was to cause payment of the security deposit, a violation had occurred. He also found, based on the evidence, that West Penn's own internal operating procedures instructed employees to transmit simultaneous requests for security deposits and termination notices and considered this an aggravating circumstance. Therefore, in addition to determining that violations had occurred, he assessed a civil penalty. Exceptions to his initial determination were filed, and a minor semantics modification to the order was made. On further appeal the Commission affirmed the order but, as noted above, increased the amount of the penalty.

On appeal to this Court, West Penn does not argue that it did not violate the Commission's regulations. Instead, it asserts (1) that because the request for the security deposit was withdrawn the case is moot, (2) that King suffered no injury so that the case should be dismissed, and (3) that the ALJ's initial order is null and void because it was not entered within 90 days after the record was closed.

We shall examine this last point first inasmuch as the allegation is that the referee and Commission lacked subject-matter jurisdiction to enter any order more than 90 days after the record had been closed. Section 332(g) of the Public Utility Code (Code), 66 Pa. C.S. § 332(g), pertaining to procedures before the Commission, provides in pertinent part:

[H]earings shall be commenced by the administrative law judge within 90 days after the proceeding is initiated, and he shall render a decision within 90 days after the record is closed, unless the Commission for good cause by order allows an extension not to exceed an additional 90 days.

It is agreed that no extension was sought and that the order was not entered by the ALJ until eleven months after the record was closed. It appears that this delay

[ 104 Pa. Commw. Page 27]

    was attributable to the resignation of the administrative law judge, who heard the testimony on June 18, 1984, but who resigned prior to rendering a decision. Although the record was closed on August 1, 1984, the Commission did not reassign the case to ALJ Solomon until May 15, 1985. His decision was issued on July 1, 1985. West Penn argues that Section 332(g) of the Code is mandatory and, hence, that after a 90-day period no order can validly be entered. The Commission contends that the time limit is directory only.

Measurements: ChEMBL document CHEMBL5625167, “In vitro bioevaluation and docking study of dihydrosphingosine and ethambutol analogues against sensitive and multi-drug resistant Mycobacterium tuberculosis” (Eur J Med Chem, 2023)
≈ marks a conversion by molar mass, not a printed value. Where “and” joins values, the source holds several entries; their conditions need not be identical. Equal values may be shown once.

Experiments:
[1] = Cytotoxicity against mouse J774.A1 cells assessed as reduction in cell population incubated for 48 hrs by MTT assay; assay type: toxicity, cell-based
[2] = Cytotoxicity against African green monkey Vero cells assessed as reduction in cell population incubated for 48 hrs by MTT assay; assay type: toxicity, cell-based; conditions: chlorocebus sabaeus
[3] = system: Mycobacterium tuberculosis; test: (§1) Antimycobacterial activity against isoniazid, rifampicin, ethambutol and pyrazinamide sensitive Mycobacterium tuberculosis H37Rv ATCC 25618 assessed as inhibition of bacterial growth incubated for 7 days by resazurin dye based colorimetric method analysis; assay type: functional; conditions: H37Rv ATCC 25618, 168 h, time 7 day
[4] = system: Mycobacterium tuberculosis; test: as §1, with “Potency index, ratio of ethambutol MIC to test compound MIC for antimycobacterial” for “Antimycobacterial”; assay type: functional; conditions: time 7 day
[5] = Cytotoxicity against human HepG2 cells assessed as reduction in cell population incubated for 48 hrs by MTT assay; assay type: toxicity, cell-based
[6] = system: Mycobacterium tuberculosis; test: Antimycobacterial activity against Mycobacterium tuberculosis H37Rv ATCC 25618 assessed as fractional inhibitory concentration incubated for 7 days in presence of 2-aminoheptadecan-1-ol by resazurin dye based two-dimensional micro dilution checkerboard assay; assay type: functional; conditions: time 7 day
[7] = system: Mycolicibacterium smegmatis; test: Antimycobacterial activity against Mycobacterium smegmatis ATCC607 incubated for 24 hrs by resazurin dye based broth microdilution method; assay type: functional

Whether a statute is mandatory or directory must be determined by considering legislative intent gleaned from review of the entire statute and from considering the nature and object of the statute and the consequences of the construction of it one way or the other. Pennsylvania Railroad Company v. Board of Revision of Taxes, 372 Pa. 468, 93 A.2d 679 (1953). If the thing directed to be done is the essence of the thing required, the statute is mandatory. Id. If, however, the statute merely directs that certain proceedings be done in a certain manner or at a certain time, it is directory. Prichard v. Willistown Township School District, 394 Pa. 489, 147 A.2d 380 (1959). Failure to follow a mandatory statute renders the proceedings void, whereas failure to follow a directory statute does not. American Labor Party Case, 352 Pa. 576, 44 A.2d 48 (1945).

We note initially that it was the adjudicatory body, not the litigants, which failed to comply with the time provisions. For this reason we find this case analogous to Moore Nomination Petition, 447 Pa. 526, 291 A.2d 531 (1972). The issue in Moore was whether the provision in Section 977 of the Pennsylvania Election Code,*fn2 25 P.S. § 2937, requiring the Commonwealth Court to hold a hearing on a challenge to a nominating petition within

[ 104 Pa. Commw. Page 28]

    certain time restrictions, was mandatory or directory. There, as here, the time constraint was one imposed upon the adjudicatory body, not the litigants. The Moore court explained that, while the legislature may fix a time within which ministerial acts of procedure must be performed by the litigants, it cannot fix a time in which the exercise of the purely judicial function must occur and, thus, when a statute appears to do so it will be construed as directory. Here, admittedly, the adjudicatory body is an administrative agency and not a court. And, if we construe the statute as mandatory, the effect is to punish at least one of the litigants for the actions of the adjudicator. Certainly the legislature could not have intended such a result. The claim here is one of genuine interest to the public and we believe that the legislature desired that such matters be heard and resolved by the Commission, provided that the parties have properly complied with mandatory deadlines applicable to them. We thus hold that the time limits in Section 332(g) are directory only and, accordingly, when they are not complied with they do not operate to deprive the Commission of authority to enter an order.

West Penn next argues that because it withdrew its request for a security deposit the case is moot. While this is debatable because the injunctive order and fine were imposed because of uncontested violations of West Penn, even assuming arguendo that the issue is moot at least as to King, the ALJ found that West Penn has repeatedly used collection procedures which were in violation of Commission regulations.